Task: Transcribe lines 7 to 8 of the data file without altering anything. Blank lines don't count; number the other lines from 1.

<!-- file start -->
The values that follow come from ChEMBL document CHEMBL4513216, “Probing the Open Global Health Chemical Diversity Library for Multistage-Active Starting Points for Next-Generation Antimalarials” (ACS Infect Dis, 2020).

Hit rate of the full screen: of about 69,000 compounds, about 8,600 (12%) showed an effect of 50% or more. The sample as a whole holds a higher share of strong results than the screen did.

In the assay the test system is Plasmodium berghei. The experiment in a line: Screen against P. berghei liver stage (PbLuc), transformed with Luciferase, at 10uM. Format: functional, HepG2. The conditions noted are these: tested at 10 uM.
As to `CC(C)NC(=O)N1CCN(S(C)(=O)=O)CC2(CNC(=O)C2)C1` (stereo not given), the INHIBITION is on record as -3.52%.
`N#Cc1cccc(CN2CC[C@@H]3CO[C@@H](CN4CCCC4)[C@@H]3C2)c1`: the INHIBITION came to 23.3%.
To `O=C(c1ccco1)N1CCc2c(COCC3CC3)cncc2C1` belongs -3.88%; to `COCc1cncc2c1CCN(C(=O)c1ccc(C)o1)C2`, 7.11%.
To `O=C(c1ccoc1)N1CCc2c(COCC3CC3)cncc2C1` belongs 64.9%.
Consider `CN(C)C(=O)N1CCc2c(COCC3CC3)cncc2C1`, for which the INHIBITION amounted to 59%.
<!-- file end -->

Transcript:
To `O=C(c1ccoc1)N1CCc2c(COCC3CC3)cncc2C1` belongs 64.9%.
Consider `CN(C)C(=O)N1CCc2c(COCC3CC3)cncc2C1`, for which the INHIBITION amounted to 59%.